What every cabinet minister needs to know

If they are to last longer in their job than a hamster

September 02, 2019
Boris Johnson and his cabinet © Aaron Chown/PA Wire/PA Images
Boris Johnson and his cabinet © Aaron Chown/PA Wire/PA Images

Few British ministers survive as long as a hamster. The cute animals live for about four years—ministers are lucky if they stick around for two. The ministers swept into office on the coat-tails of the new prime minister Boris Johnson would do well to remember this important fact.

They’d do even better to read Peter Riddell’s new book. Largely based on interviews with former ministers by the Institute for Government—Riddell was the director until 2016—the book covers all the obstacles and heartaches faced by anyone heading a ministry. There’s the lack of training, the bungled reshuffles, plus the knowledge that if they do a “really bad Today programme... the grim reaper is at the door within hours.”

Then there’s the Whitehall machine. When it was explained to one opposition team that should they get into power the minister would have to clear everything with other departments, and any speech or press release would probably need to be signed off by No 10, there was “sheer, stunned horror on their faces,” writes Riddell. The degree of meddling can come as a nasty surprise. When Ken Clarke found No 10 apparatchiks operating in his Department of Justice, he “got them all thrown out.” If they wanted to come over, he would happily organise a meeting—and chair it himself.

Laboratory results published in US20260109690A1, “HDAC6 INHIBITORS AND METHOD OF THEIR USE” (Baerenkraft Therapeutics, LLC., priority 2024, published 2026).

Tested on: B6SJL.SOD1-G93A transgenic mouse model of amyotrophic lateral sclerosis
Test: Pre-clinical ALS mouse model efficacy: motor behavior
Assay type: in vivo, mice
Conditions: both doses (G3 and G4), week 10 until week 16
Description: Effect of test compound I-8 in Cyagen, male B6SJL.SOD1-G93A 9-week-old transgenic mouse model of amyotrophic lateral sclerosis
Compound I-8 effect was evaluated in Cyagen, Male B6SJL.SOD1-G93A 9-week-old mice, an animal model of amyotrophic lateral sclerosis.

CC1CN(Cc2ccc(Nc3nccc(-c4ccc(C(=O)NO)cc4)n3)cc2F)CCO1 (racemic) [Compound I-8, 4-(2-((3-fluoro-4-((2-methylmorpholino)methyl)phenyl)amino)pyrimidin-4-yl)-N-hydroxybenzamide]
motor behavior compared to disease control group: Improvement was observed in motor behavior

Riddell’s book is well written, packed with examples and while it has little new, pulls together much of the evidence and argument. Where it is weaker is in its conclusions. It may be true that we have an unduly large number of ministers appointed purely “for reasons of patronage and bolstering a Commons majority and nothing to do with good government.” But suggesting tidy solutions—like putting stricter limits on numbers—would make it harder to develop fresh talent. Worse, it would ignore political imperatives. No minister or PM can afford to do that—certainly not if they hope to go the full hamster.

15 Minutes of Power: The Uncertain Life of British Ministers by Peter Riddell (Profile, £16.99)